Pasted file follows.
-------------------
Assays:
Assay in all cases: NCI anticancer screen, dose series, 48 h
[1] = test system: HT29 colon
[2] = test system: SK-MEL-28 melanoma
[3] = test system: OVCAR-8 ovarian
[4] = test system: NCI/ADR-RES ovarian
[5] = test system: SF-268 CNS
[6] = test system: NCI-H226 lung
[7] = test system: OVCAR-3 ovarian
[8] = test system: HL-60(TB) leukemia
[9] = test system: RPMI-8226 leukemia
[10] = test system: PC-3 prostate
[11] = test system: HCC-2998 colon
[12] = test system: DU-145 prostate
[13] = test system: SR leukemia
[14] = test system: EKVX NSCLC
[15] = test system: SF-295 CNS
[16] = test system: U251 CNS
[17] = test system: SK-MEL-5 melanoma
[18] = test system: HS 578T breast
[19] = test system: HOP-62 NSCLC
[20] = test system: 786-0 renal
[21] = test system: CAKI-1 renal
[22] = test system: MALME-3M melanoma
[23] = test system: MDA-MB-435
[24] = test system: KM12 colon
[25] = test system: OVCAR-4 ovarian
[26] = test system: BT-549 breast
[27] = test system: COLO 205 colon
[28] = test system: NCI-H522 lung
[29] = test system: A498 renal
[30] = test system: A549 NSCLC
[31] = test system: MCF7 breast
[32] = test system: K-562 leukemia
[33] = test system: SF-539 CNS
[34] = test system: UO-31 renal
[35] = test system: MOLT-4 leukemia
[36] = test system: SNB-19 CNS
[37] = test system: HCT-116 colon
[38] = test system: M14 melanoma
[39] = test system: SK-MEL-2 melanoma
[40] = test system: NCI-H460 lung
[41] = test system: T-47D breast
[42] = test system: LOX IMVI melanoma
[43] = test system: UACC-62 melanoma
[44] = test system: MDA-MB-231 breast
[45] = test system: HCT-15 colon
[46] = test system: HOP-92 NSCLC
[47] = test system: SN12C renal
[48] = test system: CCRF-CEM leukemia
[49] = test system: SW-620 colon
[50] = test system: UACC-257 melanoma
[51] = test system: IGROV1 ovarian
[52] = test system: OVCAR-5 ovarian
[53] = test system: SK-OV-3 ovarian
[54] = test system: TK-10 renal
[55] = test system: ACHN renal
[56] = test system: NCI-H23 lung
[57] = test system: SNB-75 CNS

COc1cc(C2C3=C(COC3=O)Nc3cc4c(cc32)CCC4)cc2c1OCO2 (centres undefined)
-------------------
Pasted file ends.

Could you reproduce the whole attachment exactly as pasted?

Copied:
Assays:
Assay in all cases: NCI anticancer screen, dose series, 48 h
[1] = test system: HT29 colon
[2] = test system: SK-MEL-28 melanoma
[3] = test system: OVCAR-8 ovarian
[4] = test system: NCI/ADR-RES ovarian
[5] = test system: SF-268 CNS
[6] = test system: NCI-H226 lung
[7] = test system: OVCAR-3 ovarian
[8] = test system: HL-60(TB) leukemia
[9] = test system: RPMI-8226 leukemia
[10] = test system: PC-3 prostate
[11] = test system: HCC-2998 colon
[12] = test system: DU-145 prostate
[13] = test system: SR leukemia
[14] = test system: EKVX NSCLC
[15] = test system: SF-295 CNS
[16] = test system: U251 CNS
[17] = test system: SK-MEL-5 melanoma
[18] = test system: HS 578T breast
[19] = test system: HOP-62 NSCLC
[20] = test system: 786-0 renal
[21] = test system: CAKI-1 renal
[22] = test system: MALME-3M melanoma
[23] = test system: MDA-MB-435
[24] = test system: KM12 colon
[25] = test system: OVCAR-4 ovarian
[26] = test system: BT-549 breast
[27] = test system: COLO 205 colon
[28] = test system: NCI-H522 lung
[29] = test system: A498 renal
[30] = test system: A549 NSCLC
[31] = test system: MCF7 breast
[32] = test system: K-562 leukemia
[33] = test system: SF-539 CNS
[34] = test system: UO-31 renal
[35] = test system: MOLT-4 leukemia
[36] = test system: SNB-19 CNS
[37] = test system: HCT-116 colon
[38] = test system: M14 melanoma
[39] = test system: SK-MEL-2 melanoma
[40] = test system: NCI-H460 lung
[41] = test system: T-47D breast
[42] = test system: LOX IMVI melanoma
[43] = test system: UACC-62 melanoma
[44] = test system: MDA-MB-231 breast
[45] = test system: HCT-15 colon
[46] = test system: HOP-92 NSCLC
[47] = test system: SN12C renal
[48] = test system: CCRF-CEM leukemia
[49] = test system: SW-620 colon
[50] = test system: UACC-257 melanoma
[51] = test system: IGROV1 ovarian
[52] = test system: OVCAR-5 ovarian
[53] = test system: SK-OV-3 ovarian
[54] = test system: TK-10 renal
[55] = test system: ACHN renal
[56] = test system: NCI-H23 lung
[57] = test system: SNB-75 CNS

COc1cc(C2C3=C(COC3=O)Nc3cc4c(cc32)CCC4)cc2c1OCO2 (centres undefined)